Last week, I discussed the challenges people have envisioning what their retirement lifestyle will look like due to changes in one’s personality, values, and preferences. If you’re unable to imagine your exact retirement lifestyle, is planning for it futile?
Two research papers answer that question with an emphatic “no.” Planning and saving for retirement are vitally important. The income base that sufficient investments, social security, and (for some) pensions provide options for a variety of retirement lifestyles. Those lifestyles wouldn’t be possible on Social Security income alone. As my parents use to say, “money provides you with options."
The two papers “How much should people save?” by Munnell, Webb, and Hou of Boston College and “How much should I save for retirement?” by De Sanis and Lee of Dimensional Advisors, focus on providing enough income in retirement to replace a majority of one’s pre-retirement income. Why not 100% of pre-retirement income?Because, in retirement, one does not pay FICA taxes, is not saving for retirement, has (hopefully) paid off all debts and has no work-related expenses.
But what about travel, hobbies, and health care costs? De Sanis and Lee’s paper takes this into account when they determine the required income replacement rate.
The key questions answered by the research are: “How much of my retirement income should come from my investments?” and “What percentage of my income should I be saving for retirement?”. Keeping in mind that each person’s situation is unique, there are some reasonable guidelines from the research that answer these questions.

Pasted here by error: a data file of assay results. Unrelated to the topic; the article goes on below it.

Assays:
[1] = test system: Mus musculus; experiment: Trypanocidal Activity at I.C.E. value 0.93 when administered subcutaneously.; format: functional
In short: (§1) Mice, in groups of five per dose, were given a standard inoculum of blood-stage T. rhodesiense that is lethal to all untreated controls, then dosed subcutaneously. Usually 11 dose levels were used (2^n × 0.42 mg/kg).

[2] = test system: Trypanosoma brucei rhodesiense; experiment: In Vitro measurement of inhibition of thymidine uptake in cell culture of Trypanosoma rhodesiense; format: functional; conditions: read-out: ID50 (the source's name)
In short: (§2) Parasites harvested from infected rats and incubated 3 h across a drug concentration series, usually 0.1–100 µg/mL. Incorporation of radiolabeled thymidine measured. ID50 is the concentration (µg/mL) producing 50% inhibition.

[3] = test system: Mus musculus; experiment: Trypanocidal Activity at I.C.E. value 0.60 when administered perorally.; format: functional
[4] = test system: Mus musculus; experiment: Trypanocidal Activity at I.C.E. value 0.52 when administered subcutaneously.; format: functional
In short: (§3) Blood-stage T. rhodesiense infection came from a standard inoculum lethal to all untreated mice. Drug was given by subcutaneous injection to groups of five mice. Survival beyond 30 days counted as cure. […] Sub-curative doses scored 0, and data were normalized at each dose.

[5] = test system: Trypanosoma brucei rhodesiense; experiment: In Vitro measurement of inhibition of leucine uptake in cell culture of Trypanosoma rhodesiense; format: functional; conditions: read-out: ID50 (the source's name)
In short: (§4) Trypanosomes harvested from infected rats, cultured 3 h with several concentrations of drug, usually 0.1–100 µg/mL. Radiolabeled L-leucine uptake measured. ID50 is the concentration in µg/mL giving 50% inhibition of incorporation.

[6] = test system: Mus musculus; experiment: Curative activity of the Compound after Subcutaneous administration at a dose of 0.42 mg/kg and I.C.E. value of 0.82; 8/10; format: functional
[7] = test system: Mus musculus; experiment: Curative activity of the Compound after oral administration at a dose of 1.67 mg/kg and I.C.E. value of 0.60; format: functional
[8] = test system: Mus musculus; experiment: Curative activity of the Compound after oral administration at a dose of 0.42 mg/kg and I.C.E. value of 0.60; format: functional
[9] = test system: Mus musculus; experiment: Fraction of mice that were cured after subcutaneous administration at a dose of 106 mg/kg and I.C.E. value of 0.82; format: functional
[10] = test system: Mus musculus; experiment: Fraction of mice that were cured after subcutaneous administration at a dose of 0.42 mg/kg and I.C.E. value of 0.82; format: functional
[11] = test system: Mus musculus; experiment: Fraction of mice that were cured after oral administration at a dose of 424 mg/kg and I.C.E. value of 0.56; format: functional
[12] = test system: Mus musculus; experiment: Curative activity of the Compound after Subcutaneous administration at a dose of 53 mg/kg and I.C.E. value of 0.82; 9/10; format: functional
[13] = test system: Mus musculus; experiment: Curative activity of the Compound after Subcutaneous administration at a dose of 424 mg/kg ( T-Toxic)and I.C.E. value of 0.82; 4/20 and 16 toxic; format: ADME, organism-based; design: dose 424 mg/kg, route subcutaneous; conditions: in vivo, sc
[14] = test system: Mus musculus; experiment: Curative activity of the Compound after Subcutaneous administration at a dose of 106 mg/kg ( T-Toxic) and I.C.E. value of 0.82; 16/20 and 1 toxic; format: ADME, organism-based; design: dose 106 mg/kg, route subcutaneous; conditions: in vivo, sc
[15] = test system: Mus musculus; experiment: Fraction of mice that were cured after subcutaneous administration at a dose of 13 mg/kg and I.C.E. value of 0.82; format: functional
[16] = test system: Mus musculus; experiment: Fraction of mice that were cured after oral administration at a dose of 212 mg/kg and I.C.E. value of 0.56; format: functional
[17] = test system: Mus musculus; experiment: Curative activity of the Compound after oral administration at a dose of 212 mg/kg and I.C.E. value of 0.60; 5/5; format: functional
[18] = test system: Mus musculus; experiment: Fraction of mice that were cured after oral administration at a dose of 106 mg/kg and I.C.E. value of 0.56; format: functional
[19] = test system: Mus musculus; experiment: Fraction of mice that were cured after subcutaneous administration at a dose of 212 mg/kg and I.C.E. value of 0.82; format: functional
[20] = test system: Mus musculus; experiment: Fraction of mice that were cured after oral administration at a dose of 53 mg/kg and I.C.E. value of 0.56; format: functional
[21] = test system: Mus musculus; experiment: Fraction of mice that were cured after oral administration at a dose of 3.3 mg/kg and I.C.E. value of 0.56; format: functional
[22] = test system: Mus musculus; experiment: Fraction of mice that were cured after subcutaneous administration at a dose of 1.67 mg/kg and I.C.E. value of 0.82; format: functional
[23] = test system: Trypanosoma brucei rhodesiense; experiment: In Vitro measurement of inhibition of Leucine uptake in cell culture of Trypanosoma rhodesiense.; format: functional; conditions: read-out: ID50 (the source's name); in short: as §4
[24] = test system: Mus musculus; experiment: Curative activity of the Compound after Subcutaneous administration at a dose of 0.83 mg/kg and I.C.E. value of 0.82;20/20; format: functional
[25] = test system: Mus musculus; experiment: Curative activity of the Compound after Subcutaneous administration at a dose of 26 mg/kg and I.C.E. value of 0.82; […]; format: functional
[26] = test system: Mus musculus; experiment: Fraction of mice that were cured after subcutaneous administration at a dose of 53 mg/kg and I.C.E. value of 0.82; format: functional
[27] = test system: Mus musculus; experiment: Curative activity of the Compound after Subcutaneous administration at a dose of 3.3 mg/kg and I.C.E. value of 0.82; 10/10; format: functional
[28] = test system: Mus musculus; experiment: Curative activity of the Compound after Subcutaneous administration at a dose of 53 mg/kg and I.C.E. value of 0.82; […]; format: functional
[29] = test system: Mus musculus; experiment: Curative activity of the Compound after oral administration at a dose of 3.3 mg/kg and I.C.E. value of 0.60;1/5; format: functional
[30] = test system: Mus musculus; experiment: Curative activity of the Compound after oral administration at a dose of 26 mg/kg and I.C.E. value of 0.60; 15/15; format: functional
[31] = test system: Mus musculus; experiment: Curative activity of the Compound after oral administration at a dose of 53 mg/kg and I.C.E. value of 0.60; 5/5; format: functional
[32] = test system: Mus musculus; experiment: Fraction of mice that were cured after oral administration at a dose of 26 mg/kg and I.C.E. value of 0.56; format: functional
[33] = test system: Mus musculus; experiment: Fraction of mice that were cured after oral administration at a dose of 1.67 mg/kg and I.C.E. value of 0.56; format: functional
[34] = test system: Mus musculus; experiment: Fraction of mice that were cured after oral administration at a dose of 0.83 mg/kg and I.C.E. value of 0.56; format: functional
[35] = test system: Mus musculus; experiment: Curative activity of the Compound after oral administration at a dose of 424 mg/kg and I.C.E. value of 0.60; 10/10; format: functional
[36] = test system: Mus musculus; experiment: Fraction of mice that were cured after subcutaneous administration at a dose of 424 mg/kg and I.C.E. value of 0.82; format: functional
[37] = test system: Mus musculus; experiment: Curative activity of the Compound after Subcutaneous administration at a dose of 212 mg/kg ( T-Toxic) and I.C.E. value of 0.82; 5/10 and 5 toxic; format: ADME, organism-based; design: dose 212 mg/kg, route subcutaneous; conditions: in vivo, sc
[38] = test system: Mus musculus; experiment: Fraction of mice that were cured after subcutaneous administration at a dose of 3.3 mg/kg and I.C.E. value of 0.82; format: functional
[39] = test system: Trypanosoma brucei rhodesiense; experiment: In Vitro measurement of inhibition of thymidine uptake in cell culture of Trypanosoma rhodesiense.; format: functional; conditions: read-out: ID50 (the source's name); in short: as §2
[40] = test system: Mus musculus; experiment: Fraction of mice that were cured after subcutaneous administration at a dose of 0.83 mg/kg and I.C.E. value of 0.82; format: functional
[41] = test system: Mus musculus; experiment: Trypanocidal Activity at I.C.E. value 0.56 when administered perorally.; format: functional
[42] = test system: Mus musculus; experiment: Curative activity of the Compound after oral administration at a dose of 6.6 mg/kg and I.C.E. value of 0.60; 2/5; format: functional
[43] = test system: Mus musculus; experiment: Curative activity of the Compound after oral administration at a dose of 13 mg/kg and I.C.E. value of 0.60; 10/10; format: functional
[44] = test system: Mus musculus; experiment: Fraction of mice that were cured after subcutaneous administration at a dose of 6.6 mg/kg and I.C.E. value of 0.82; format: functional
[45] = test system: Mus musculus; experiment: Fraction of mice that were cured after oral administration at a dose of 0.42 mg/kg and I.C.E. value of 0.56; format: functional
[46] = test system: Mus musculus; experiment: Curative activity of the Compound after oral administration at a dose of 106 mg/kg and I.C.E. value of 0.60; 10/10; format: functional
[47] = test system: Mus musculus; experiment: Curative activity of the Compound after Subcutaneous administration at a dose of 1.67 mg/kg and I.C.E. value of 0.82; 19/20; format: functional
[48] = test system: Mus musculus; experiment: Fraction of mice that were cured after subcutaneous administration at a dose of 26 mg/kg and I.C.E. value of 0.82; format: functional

Both papers suggest that one have sufficient financial assets to replace 35% to 40% of pre-retirement income. I would recommend a more conservative 40% replacement rate which would provide you with more options at retirement. What should your financial assets be to meet the 40% goal? Assuming an annual withdrawal rate of 4% per year of your financial base for retirement income, you should accumulate 10 times your final pre-retirement gross income. To see if you’re roughly on track, look at Table 7 in De Sanis and Lee’s paper. For a 45-year old couple who have a joint gross income of $100,000, they should have accumulated $375,000 to be on track to reach the goal (financial assets which are 10 times their gross income) by age 65.
Both papers offer similar guidelines to the second question, “What percentage of my income should I be saving for retirement?” They suggest a savings rate of 15% of your gross income starting by age 30 and continuing that savings rate throughout your working life. This is only an approximate suggestion, and it is important to check your progress at various times throughout your working life to see if you are on track.
Planning and saving for retirement is a complex problem that spans the decades of a working life. Certainly, everybody should seek the counsel of a qualified financial advisor to see if they are on track to have sufficient income during retirement. In lieu of specific advice, the two rules of thumb provide a good starting point for most people: Accumulate financial assets that are at least 10 times your gross household income. Save at least 15% of your gross income.